BGP offloading (fixing legacy router BGP scalability issues)

Stefan Neufeind nanog at
Thu Apr 2 07:52:14 UTC 2015

Of course it's not something you should generalise about all people or
all traffic from certain countries. But it's obvious that there are some
countries which seem to care almost not at all about abuse or maybe even
are sources for planned hack-attempts. And at least some large ISPs
there seem to do nothing for their reputation or the reputation of their

Kind regards,

On 04/02/2015 09:40 AM, Paul S. wrote:
> Do you have data on '100% of the traffic' being bad?
> I happen to have a large Chinese clientbase, and this is not the case on
> my network.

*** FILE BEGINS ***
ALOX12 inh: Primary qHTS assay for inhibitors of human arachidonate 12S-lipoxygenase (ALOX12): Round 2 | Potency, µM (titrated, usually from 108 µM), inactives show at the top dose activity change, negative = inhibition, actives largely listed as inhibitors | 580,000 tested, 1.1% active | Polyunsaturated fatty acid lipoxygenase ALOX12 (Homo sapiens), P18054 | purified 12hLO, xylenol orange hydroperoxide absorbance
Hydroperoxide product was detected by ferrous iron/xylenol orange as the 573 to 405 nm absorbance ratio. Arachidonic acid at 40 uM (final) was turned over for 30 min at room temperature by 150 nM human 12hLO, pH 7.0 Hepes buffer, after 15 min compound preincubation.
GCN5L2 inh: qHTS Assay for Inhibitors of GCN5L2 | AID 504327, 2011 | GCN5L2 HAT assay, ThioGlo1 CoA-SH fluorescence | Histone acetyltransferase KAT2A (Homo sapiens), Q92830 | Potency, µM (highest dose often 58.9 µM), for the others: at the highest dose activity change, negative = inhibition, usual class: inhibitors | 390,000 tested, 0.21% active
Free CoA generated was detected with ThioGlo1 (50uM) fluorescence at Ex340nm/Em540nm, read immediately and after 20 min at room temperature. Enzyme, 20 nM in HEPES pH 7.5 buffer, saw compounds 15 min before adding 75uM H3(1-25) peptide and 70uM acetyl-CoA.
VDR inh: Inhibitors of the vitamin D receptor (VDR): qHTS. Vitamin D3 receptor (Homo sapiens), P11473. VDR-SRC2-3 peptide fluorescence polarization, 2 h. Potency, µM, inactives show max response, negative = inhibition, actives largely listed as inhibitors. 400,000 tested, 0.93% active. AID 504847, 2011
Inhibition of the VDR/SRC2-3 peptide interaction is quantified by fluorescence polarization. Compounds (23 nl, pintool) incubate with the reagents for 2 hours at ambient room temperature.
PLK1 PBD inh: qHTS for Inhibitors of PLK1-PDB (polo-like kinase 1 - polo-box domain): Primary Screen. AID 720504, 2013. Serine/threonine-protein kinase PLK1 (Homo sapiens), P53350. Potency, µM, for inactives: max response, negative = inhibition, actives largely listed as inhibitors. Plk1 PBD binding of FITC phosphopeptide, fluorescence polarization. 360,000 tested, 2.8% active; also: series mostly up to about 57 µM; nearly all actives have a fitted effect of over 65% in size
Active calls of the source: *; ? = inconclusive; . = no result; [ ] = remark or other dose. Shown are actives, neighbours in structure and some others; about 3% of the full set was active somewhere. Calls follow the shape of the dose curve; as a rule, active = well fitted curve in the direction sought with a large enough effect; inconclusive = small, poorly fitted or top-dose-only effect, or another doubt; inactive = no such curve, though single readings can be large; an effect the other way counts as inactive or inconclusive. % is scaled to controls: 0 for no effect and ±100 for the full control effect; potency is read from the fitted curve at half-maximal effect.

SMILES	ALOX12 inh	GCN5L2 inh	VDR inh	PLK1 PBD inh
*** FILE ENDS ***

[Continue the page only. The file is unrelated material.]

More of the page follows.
> On 4/2/2015 午後 04:35, Colin Johnston wrote:
>> or ignore/block russia and north korea and china network blocks
>> takes away 5% of network ranges for memory headroom, especially the
>> large number of smaller china blocks.
>> Some may say this is harsh but is the network contacts refuse to
>> co-operate with abuse and 100% of the traffic is bad then why not
>> Colin
>>> On 2 Apr 2015, at 07:59, Mark Tinka <mark.tinka at> wrote:
>>> On 1/Apr/15 19:01, Frederik Kriewitz wrote:
>>>> We're wondering if anyone has experience with such a setup?
>>> Cisco have a feature called BGP-SD (BGP Selective Download).
>>> With BGP-SD, you can hold millions of entries in RAM, but decide what
>>> gets downloaded into the FIB. By doing this, you can still export a full
>>> BGP table to customers directly connected to your 6500, and only have a
>>> 0/0 + ::/0 (and some more customer routes) in the FIB to do forwarding
>>> to a bigger box.
>>> BGP-SD started shipping in IOS XE, but I now understand that the feature
>>> is on anything running IOS 15.
>>> This would be my recommendation.
>>> Mark.

More information about the NANOG mailing list